“Collusion is tackled in section 41 of the Competition Act 2007. The Rules of Procedure 2009 (CC1) also apply to collusive agreements. The Guidelines CC3 – Collusive Agreements deal with collusive agreements and price fixing,” he says.
The case of Visa Worldwide Pte Limited & ORS v The Competition Commission of Mauritius & ORS (2020) SCJ 117 established that the court can exercise its discretion and order a stay of execution of the decision and directions of the Competition Commission.
He says the latest amendment to the Competition Commission Rules of Procedure was implemented in 2021.
The amendment deleted a rule which stipulated that “A copy of the report shall be published on the Commission’s website”.
Alice Namuli Blazevic, partner at Katende Ssempebwa Advocates (KATS) in Kampala says Uganda does not have a general national competition legal regime.
“There is, however, a draft Competition Bill of 2004 that has yet to be debated by the Parliament of Uganda and enacted into law,” she says.
On the other hand, Uganda does have competition regulatory bodies for specific sectors such as telecommunications, electricity, pharmaceuticals, capital markets, financial services and banking, and insurance sector.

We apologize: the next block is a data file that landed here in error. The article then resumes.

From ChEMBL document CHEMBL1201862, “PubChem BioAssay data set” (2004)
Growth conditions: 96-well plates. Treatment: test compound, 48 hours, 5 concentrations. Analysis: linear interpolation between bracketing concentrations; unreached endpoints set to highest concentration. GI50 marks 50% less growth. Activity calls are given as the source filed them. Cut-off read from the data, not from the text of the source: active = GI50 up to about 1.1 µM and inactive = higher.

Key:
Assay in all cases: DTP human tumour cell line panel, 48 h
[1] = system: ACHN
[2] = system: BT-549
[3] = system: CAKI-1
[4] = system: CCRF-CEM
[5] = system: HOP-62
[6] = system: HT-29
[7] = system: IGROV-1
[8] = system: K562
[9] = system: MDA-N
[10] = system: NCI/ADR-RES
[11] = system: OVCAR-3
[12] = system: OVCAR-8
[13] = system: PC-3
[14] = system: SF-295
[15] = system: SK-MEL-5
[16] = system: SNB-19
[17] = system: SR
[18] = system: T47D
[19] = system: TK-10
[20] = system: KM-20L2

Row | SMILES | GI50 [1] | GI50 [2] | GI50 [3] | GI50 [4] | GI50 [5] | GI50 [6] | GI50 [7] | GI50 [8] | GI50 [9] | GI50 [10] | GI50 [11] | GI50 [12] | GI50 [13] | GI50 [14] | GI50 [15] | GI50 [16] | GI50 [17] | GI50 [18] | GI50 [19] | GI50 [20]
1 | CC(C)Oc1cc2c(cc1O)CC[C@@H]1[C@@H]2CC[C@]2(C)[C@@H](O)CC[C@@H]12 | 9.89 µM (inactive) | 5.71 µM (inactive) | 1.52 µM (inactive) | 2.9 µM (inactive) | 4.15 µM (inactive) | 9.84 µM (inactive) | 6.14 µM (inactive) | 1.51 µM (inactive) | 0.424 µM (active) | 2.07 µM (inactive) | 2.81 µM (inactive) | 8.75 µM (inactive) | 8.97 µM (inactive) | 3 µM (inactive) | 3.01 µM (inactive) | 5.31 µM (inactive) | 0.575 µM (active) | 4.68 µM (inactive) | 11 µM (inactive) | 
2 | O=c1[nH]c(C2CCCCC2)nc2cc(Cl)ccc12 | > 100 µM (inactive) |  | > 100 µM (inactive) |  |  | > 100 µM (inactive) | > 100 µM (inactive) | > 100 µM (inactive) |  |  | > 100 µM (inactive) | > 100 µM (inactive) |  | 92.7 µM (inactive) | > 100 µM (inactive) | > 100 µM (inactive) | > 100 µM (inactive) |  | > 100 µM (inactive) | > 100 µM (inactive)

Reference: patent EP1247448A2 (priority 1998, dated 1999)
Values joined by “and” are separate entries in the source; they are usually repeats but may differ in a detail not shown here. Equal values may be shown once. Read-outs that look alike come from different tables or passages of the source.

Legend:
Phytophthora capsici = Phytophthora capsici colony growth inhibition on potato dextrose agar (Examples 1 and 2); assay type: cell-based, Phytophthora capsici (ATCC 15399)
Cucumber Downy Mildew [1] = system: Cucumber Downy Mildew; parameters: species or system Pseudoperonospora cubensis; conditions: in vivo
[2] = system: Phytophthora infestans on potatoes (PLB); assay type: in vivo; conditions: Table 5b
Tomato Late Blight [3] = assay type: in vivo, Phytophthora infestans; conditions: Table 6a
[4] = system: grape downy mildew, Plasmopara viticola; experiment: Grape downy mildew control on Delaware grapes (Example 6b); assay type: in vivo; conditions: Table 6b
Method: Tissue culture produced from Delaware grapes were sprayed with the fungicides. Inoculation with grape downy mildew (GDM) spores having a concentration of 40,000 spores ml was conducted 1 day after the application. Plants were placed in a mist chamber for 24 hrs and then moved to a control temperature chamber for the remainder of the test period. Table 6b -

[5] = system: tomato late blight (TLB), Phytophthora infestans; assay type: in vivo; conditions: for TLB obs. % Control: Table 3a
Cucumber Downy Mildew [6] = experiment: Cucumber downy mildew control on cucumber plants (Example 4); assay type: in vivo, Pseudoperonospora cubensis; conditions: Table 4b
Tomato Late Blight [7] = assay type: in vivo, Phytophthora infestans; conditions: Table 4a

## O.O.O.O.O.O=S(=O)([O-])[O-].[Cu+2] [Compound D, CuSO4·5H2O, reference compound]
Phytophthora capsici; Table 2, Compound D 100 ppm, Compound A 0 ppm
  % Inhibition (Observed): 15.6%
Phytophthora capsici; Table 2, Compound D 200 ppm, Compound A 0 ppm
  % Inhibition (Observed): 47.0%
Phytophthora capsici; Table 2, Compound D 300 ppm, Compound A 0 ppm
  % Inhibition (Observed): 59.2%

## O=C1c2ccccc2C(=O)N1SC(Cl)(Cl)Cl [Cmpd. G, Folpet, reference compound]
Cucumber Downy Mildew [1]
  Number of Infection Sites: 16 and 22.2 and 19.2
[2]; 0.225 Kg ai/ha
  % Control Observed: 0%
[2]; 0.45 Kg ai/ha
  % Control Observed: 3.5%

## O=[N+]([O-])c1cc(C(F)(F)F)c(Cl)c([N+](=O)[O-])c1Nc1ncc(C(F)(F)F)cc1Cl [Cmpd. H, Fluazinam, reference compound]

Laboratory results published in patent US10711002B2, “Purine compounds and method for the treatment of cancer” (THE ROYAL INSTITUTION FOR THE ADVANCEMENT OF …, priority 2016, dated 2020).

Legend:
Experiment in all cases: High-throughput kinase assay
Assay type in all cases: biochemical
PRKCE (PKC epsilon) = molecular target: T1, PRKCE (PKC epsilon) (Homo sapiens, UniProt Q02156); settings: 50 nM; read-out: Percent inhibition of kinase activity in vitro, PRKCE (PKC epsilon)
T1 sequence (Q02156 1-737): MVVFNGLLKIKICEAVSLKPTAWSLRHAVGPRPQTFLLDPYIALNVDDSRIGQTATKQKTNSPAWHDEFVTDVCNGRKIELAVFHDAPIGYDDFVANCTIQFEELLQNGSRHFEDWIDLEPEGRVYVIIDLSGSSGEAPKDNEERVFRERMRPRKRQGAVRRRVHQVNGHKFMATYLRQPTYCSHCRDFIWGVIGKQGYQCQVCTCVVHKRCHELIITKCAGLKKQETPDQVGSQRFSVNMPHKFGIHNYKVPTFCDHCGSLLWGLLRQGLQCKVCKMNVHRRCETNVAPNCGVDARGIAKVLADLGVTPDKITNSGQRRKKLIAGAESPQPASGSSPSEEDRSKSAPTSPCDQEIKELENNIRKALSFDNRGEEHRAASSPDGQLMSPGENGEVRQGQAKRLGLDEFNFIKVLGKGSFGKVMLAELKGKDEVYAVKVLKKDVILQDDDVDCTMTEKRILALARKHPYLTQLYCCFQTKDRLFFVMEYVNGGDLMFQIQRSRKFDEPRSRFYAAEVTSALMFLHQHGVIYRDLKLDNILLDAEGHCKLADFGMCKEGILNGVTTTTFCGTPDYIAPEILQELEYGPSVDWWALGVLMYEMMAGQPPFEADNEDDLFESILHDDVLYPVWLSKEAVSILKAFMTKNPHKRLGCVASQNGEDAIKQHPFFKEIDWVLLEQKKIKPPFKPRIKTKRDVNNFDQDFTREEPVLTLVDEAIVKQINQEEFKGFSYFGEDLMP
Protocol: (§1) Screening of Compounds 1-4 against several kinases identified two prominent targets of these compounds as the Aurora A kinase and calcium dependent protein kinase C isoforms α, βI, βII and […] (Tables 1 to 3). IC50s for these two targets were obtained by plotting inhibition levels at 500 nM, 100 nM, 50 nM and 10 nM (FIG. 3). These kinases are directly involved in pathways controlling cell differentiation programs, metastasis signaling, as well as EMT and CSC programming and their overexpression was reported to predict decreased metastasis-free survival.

“These regulatory bodies through statutory instruments and policies have set the yardstick for competitive practices in Uganda,” says Blazevic.
It is also worth noting that Uganda is a member of two supranational entities with their own competition law regimes, which by virtue of Uganda’s membership apply to Ugandan businesses, says Sim Katende, another partner at KATS.
These are the East African Community (EAC) and Common Market of Eastern and Southern Africa (COMESA), “the latter of which is active in regulating regional competition law and practice,” says Katende.
In Uganda, the Ministry of Trade notified the public in January 2022 that it would fast track the passing of the Competition Bill which first came before the Parliament in 1998. Should this hold true, then the bill could be enacted in the current session of Parliament.